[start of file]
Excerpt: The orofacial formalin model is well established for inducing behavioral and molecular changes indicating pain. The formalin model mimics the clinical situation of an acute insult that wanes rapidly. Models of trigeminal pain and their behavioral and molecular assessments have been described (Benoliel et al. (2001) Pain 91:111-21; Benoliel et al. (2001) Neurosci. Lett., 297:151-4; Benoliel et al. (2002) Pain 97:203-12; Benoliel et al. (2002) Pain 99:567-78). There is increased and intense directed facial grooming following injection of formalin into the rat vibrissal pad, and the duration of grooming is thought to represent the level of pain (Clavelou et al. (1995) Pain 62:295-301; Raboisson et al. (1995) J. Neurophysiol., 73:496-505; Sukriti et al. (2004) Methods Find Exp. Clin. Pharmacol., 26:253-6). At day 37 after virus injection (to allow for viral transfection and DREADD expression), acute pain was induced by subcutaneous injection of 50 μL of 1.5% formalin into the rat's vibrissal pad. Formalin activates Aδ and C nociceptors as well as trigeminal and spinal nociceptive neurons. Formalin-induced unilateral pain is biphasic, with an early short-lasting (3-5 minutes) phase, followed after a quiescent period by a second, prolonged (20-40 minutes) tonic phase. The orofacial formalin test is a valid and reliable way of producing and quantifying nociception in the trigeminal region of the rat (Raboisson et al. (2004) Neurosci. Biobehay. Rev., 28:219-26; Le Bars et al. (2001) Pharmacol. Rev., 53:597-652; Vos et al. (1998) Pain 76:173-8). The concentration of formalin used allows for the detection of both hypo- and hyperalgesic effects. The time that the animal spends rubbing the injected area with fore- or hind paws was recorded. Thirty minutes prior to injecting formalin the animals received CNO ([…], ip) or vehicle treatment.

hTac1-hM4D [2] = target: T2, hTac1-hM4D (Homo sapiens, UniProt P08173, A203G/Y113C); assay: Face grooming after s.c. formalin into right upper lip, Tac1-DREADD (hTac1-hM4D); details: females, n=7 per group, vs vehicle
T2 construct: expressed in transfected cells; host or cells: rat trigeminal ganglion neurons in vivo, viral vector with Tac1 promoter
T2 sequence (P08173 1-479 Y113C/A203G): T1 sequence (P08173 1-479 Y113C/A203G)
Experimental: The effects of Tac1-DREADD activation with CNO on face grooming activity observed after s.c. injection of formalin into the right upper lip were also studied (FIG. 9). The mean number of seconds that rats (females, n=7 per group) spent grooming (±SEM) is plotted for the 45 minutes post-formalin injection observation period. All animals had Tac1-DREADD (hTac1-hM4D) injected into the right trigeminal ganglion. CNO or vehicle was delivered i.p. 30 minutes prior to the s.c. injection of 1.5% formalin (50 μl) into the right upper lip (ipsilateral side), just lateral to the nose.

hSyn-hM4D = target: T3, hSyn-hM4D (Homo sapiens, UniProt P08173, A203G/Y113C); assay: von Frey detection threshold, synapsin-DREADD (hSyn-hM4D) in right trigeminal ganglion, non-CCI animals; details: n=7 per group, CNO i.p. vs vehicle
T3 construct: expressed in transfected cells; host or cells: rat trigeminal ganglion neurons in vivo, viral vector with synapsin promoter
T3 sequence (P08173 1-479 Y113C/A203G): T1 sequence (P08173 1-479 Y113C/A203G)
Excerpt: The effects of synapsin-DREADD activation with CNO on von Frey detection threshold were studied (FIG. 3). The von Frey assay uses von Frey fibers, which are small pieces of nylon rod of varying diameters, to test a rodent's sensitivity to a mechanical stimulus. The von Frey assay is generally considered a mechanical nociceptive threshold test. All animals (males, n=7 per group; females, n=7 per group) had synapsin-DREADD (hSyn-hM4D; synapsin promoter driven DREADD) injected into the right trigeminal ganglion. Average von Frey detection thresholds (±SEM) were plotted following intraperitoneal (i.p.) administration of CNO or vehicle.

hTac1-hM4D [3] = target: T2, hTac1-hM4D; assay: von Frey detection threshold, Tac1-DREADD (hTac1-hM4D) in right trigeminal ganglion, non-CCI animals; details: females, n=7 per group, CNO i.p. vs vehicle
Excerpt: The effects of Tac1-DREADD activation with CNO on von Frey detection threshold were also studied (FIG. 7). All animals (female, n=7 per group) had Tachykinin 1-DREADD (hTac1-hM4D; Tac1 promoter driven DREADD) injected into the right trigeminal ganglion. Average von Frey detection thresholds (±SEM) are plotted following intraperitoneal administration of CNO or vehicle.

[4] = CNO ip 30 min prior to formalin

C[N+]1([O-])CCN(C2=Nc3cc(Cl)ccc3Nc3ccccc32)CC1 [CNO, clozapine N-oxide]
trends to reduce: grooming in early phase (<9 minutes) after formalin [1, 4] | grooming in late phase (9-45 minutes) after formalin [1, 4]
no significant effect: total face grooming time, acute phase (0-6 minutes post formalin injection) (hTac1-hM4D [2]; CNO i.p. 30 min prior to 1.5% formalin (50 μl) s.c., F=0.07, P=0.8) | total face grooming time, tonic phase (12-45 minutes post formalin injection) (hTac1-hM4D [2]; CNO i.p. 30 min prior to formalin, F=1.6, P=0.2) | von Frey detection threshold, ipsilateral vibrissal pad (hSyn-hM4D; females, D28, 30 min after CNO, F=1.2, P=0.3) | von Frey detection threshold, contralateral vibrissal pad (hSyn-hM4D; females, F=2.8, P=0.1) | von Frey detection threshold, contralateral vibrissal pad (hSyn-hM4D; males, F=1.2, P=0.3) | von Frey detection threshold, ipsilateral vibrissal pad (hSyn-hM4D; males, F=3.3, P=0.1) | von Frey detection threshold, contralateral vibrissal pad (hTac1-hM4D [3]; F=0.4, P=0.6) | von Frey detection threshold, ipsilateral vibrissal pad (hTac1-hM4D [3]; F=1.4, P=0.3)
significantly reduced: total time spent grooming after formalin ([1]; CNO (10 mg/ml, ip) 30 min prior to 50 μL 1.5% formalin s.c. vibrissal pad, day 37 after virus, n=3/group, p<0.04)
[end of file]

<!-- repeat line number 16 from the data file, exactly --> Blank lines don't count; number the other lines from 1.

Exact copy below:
significantly reduced: total time spent grooming after formalin ([1]; CNO (10 mg/ml, ip) 30 min prior to 50 μL 1.5% formalin s.c. vibrissal pad, day 37 after virus, n=3/group, p<0.04)